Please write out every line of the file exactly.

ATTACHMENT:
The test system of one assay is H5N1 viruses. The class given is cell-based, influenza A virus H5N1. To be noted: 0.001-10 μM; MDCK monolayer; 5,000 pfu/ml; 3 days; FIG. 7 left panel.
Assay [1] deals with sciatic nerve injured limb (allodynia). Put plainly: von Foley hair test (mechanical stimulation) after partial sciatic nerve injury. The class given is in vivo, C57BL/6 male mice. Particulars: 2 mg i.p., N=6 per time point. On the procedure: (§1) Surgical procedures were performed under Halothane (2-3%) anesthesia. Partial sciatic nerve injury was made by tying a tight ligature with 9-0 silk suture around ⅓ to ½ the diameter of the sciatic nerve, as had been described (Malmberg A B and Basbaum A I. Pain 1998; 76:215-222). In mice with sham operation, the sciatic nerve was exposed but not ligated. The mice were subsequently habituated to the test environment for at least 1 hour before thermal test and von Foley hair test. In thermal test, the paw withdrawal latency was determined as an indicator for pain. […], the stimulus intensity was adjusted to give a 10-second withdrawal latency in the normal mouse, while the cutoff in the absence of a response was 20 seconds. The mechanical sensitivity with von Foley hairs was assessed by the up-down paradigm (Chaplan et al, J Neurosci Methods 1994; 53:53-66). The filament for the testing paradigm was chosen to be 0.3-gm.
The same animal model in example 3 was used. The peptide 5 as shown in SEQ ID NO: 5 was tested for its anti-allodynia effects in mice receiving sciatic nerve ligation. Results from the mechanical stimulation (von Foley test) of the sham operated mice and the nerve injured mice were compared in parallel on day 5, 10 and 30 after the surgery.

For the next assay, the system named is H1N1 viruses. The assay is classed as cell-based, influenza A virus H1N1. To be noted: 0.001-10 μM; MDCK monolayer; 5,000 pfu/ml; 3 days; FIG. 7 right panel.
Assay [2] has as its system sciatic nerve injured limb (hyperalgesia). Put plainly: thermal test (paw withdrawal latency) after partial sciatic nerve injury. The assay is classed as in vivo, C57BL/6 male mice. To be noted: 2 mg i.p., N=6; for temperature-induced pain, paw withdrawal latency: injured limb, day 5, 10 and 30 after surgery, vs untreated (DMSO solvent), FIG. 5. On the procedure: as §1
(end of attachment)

The test system of one assay is H5N1 viruses. The class given is cell-based, influenza A virus H5N1. To be noted: 0.001-10 μM; MDCK monolayer; 5,000 pfu/ml; 3 days; FIG. 7 left panel.
Assay [1] deals with sciatic nerve injured limb (allodynia). Put plainly: von Foley hair test (mechanical stimulation) after partial sciatic nerve injury. The class given is in vivo, C57BL/6 male mice. Particulars: 2 mg i.p., N=6 per time point. On the procedure: (§1) Surgical procedures were performed under Halothane (2-3%) anesthesia. Partial sciatic nerve injury was made by tying a tight ligature with 9-0 silk suture around ⅓ to ½ the diameter of the sciatic nerve, as had been described (Malmberg A B and Basbaum A I. Pain 1998; 76:215-222). In mice with sham operation, the sciatic nerve was exposed but not ligated. The mice were subsequently habituated to the test environment for at least 1 hour before thermal test and von Foley hair test. In thermal test, the paw withdrawal latency was determined as an indicator for pain. […], the stimulus intensity was adjusted to give a 10-second withdrawal latency in the normal mouse, while the cutoff in the absence of a response was 20 seconds. The mechanical sensitivity with von Foley hairs was assessed by the up-down paradigm (Chaplan et al, J Neurosci Methods 1994; 53:53-66). The filament for the testing paradigm was chosen to be 0.3-gm.
The same animal model in example 3 was used. The peptide 5 as shown in SEQ ID NO: 5 was tested for its anti-allodynia effects in mice receiving sciatic nerve ligation. Results from the mechanical stimulation (von Foley test) of the sham operated mice and the nerve injured mice were compared in parallel on day 5, 10 and 30 after the surgery.

For the next assay, the system named is H1N1 viruses. The assay is classed as cell-based, influenza A virus H1N1. To be noted: 0.001-10 μM; MDCK monolayer; 5,000 pfu/ml; 3 days; FIG. 7 right panel.
Assay [2] has as its system sciatic nerve injured limb (hyperalgesia). Put plainly: thermal test (paw withdrawal latency) after partial sciatic nerve injury. The assay is classed as in vivo, C57BL/6 male mice. To be noted: 2 mg i.p., N=6; for temperature-induced pain, paw withdrawal latency: injured limb, day 5, 10 and 30 after surgery, vs untreated (DMSO solvent), FIG. 5. On the procedure: as §1